ST. MICHAELS -- St. Michaels is the type of charming little town where traffic lights don't exist, bicycles seem as plentiful as cars, and there are no malls or restaurant chains to mar breathtaking views of the water.
Yet this historic jewel just off the Chesapeake Bay on Maryland's Eastern Shore is far from cutesy. In fact, what sets St. Michaels apart from similarly quaint resort spots is its Americana feel infused with a decidedly cosmopolitan aura.
Or as one news release described it, "Norman Rockwell meets Ralph Lauren."
Indeed, this is a place where the local ice cream parlor serves "retro" root-beer floats, and where the moneyed elite arrive by yacht or helicopter.
Still, there's an easy ambience about St. Michaels, especially along its main thoroughfare, Talbot Street, lined with shops, gourmet restaurants, B&Bs, art and antiques venues.
But amid the upscale charm, and lovely Colonial and Victorian homes with half-million-dollar price tags, is a sense of authenticity, born of this community's rich history and proud, hard-working culture.
You will still see watermen harvesting blue crabs at the mouth of scenic St. Michaels Harbor. Regular folks going to work, teen-agers hanging out and kids frolicking outside.
With roots dating to the 1600s, St. Michaels was once a trading post for tobacco farmers and trappers. Its name later derived from the Episcopal parish established here in 1677.
During the War of 1812, St. Michaels became "the town that fooled the British." So the story goes, clever residents hoisted lanterns in treetops and on ship masts, tricking the Brits into overshooting their cannons. Only one house was hit, and it still stands today.
Through the 1800s and early 1900s, the economy centered on the Chesapeake Bay -- shipbuilding, oyster and seafood processing and packing industries. In the past three decades, however, the focus has shifted to tourism.
It is not uncommon to spot tourists riding in horse-drawn carriages. Or aboard water taxis, chartered catamarans and other vessels taking guided tours down the Miles River.
The bustling Chesapeake Bay Maritime Museum draws some 95,000 visitors each year; while others take in summer events such as free concerts in the park and boat and art shows.
St. Michaels attracts Fortune 500 and other companies for annual conferences.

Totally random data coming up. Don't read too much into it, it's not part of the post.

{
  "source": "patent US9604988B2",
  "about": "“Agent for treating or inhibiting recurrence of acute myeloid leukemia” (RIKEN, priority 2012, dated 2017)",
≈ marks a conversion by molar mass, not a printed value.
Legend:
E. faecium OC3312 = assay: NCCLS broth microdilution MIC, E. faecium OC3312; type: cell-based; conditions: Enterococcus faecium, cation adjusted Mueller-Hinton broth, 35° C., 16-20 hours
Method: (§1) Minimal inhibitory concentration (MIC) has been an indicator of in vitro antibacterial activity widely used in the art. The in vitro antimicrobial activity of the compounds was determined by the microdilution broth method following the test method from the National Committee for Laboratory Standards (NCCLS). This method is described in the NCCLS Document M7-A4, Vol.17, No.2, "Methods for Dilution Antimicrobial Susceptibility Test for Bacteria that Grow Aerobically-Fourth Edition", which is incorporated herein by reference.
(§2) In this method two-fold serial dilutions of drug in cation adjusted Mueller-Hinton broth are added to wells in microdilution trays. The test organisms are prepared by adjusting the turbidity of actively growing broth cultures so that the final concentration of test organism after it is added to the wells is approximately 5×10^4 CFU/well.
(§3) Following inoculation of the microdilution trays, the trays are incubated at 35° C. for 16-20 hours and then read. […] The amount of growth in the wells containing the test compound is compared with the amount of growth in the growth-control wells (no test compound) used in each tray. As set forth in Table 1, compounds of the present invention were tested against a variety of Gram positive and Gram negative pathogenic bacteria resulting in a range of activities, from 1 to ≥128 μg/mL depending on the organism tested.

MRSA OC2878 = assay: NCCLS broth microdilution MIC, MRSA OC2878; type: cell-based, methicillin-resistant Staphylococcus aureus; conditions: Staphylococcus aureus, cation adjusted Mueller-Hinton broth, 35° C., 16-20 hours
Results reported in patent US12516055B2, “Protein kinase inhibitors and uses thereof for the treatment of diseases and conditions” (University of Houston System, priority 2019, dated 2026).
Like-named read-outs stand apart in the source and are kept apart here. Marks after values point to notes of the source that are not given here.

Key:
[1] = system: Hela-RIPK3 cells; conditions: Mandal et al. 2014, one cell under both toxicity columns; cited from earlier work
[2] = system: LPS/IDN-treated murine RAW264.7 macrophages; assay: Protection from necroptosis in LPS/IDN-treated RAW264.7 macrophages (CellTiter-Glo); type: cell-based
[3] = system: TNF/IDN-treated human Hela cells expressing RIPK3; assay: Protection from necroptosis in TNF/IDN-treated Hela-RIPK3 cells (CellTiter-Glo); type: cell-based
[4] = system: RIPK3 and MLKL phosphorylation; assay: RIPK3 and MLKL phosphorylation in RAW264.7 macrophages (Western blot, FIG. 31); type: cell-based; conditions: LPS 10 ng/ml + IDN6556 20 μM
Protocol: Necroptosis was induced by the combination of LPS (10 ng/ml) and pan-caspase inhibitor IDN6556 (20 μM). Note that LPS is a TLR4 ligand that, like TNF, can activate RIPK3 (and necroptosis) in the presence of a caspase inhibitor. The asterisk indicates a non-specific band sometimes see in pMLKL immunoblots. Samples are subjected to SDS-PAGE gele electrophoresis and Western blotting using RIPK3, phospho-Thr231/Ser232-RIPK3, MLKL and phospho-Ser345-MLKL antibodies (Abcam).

"Oh man, it's great," said Michael A. Rashid, a Philadelphia health-care CEO spending the weekend at the Inn at Perry Cabin for a management retreat.
Rashid said it was his second consecutive visit to St. Michaels and the newly renovated inn, an early 19th-century mansion on 25 acres with sweeping views of sea and sky.
"It's small, quiet, private, and the water is just beautiful," he said. "We're already looking forward to returning next year."
Where to shop
Flamingo Flats Inc. (100 Talbot St., 410-745-2053): The name is only part of the story. Owner Robert Deppe, a Bronx, N.Y., transplant, has proudly stocked this eye-catching shop with eclectic flamingo trinkets and at least 1,500 varieties of hot sauces, marinades, salsas and spices.
Broken Rudder Sportswear (103 Talbot St., 410-745-9170): Need a crab doormat, or maybe a nautical switch plate? Philadelphia native Helen Rosenberger opened 13 years ago, selling fine embroidered sportswear, hats, children's clothing and nifty gifts.
Chesapeake Bay Outfitters (100 N. Talbot St., 410-745-3107): For beach bums who want to look casually chic. Colorful preppy and resort wear.
Captain's Wheel Ltd. (110 N. Talbot St., 410-745-6763): Wanda Packard has filled her cozy shop with crafts from some 75 American and Canadian artisans who have created gorgeous jewelry, pottery, copper ornaments, sea glass and linens from India.
Coco News (104 Railroad Ave., 410-745-0800): Check out more than a dozen national newspapers, as well as magazines, books, movies, compact discs, greeting cards and coffee.
Flying Fred's Gifts for Pets (202 N. Talbot St., 410- 745-9601): You gotta love a store whose sign depicts a flying dog in a red cape. This unique pet boutique carries everything from fluffy beds to doggie ice cream cones.
Where to eat
Justine's Ice Cream Parlour (101 Talbot St., 410-745-5416): Yummy ice cream, sundaes and shakes in flavors such as minted coffee and creamsicle may have been why Chocolatier Magazine named it "one of the 10 great ice cream establishments in the country."
Madison's West End (106 Talbot St., 410-745-0299): Local artwork, live music and breezy decor. Conch fritters and barbecue shrimp are what owner and Talbot County native Kenny Knopp calls "American gourmet with a Caribbean touch."
Town Dock Restaurant (125 Mulberry St., 410-745-5577): The food is very good, and the water views (love the outdoor seating) even better. Acclaimed chef Michael Rork (of Harbor Court Hotel fame) creates regional specialties from crab cakes to Caesar salad with fried oysters hand-breaded with Panko breadcrumbs.